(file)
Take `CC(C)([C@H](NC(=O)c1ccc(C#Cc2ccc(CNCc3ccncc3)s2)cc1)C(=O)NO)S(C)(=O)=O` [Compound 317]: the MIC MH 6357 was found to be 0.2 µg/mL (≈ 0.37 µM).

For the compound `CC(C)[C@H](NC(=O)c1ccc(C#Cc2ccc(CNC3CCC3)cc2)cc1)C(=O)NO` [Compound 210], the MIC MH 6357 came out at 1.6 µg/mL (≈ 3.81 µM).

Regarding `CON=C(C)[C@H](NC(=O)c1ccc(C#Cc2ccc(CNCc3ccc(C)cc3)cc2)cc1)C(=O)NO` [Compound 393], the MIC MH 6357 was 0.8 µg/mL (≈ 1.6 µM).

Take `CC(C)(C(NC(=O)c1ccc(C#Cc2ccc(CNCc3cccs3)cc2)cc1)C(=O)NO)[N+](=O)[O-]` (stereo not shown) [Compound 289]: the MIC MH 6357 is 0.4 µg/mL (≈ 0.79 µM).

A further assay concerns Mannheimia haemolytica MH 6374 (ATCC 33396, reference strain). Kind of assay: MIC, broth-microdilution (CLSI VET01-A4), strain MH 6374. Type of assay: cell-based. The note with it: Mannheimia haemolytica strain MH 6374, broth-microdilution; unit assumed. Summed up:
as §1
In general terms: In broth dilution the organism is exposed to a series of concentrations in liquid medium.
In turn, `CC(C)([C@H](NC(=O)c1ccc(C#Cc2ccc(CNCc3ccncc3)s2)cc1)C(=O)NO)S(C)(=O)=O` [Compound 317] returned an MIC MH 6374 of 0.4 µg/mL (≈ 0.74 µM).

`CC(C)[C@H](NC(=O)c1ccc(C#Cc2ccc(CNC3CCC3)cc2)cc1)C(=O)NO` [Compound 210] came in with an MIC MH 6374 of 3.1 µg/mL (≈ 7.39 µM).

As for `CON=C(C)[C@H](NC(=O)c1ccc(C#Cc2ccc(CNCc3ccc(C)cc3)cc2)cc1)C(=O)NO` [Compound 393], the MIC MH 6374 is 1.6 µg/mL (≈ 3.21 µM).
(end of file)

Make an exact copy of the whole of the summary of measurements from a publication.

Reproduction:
Take `CC(C)([C@H](NC(=O)c1ccc(C#Cc2ccc(CNCc3ccncc3)s2)cc1)C(=O)NO)S(C)(=O)=O` [Compound 317]: the MIC MH 6357 was found to be 0.2 µg/mL (≈ 0.37 µM).

For the compound `CC(C)[C@H](NC(=O)c1ccc(C#Cc2ccc(CNC3CCC3)cc2)cc1)C(=O)NO` [Compound 210], the MIC MH 6357 came out at 1.6 µg/mL (≈ 3.81 µM).

Regarding `CON=C(C)[C@H](NC(=O)c1ccc(C#Cc2ccc(CNCc3ccc(C)cc3)cc2)cc1)C(=O)NO` [Compound 393], the MIC MH 6357 was 0.8 µg/mL (≈ 1.6 µM).

Take `CC(C)(C(NC(=O)c1ccc(C#Cc2ccc(CNCc3cccs3)cc2)cc1)C(=O)NO)[N+](=O)[O-]` (stereo not shown) [Compound 289]: the MIC MH 6357 is 0.4 µg/mL (≈ 0.79 µM).

A further assay concerns Mannheimia haemolytica MH 6374 (ATCC 33396, reference strain). Kind of assay: MIC, broth-microdilution (CLSI VET01-A4), strain MH 6374. Type of assay: cell-based. The note with it: Mannheimia haemolytica strain MH 6374, broth-microdilution; unit assumed. Summed up:
as §1
In general terms: In broth dilution the organism is exposed to a series of concentrations in liquid medium.
In turn, `CC(C)([C@H](NC(=O)c1ccc(C#Cc2ccc(CNCc3ccncc3)s2)cc1)C(=O)NO)S(C)(=O)=O` [Compound 317] returned an MIC MH 6374 of 0.4 µg/mL (≈ 0.74 µM).

`CC(C)[C@H](NC(=O)c1ccc(C#Cc2ccc(CNC3CCC3)cc2)cc1)C(=O)NO` [Compound 210] came in with an MIC MH 6374 of 3.1 µg/mL (≈ 7.39 µM).

As for `CON=C(C)[C@H](NC(=O)c1ccc(C#Cc2ccc(CNCc3ccc(C)cc3)cc2)cc1)C(=O)NO` [Compound 393], the MIC MH 6374 is 1.6 µg/mL (≈ 3.21 µM).